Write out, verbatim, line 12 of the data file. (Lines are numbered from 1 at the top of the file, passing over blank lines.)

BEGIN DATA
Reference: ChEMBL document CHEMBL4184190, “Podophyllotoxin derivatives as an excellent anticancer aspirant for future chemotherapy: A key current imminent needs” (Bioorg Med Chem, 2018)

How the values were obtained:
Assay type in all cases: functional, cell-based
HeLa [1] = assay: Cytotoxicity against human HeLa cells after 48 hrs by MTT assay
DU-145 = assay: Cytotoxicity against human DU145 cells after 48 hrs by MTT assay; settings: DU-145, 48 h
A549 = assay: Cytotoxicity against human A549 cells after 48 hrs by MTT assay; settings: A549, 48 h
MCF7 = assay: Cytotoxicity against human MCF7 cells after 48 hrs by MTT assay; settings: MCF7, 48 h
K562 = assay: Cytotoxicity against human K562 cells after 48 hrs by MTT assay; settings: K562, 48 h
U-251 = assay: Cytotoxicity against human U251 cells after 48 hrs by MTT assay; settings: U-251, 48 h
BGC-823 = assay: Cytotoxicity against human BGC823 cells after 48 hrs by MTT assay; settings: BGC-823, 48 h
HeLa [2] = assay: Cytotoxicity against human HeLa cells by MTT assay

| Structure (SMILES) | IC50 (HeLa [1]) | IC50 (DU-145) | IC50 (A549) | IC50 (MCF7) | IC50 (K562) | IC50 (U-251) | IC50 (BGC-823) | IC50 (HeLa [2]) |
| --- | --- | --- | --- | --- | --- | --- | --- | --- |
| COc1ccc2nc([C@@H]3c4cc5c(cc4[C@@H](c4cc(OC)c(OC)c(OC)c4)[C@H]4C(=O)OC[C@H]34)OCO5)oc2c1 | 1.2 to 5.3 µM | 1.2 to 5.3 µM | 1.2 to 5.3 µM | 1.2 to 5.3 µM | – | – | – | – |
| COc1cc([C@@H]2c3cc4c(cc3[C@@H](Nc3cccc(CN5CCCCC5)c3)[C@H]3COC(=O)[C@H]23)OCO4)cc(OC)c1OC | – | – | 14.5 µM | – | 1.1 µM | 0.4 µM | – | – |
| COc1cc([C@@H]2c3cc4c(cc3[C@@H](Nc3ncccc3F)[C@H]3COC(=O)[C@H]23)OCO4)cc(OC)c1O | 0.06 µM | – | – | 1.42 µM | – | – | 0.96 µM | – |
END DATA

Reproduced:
| Structure (SMILES) | IC50 (HeLa [1]) | IC50 (DU-145) | IC50 (A549) | IC50 (MCF7) | IC50 (K562) | IC50 (U-251) | IC50 (BGC-823) | IC50 (HeLa [2]) |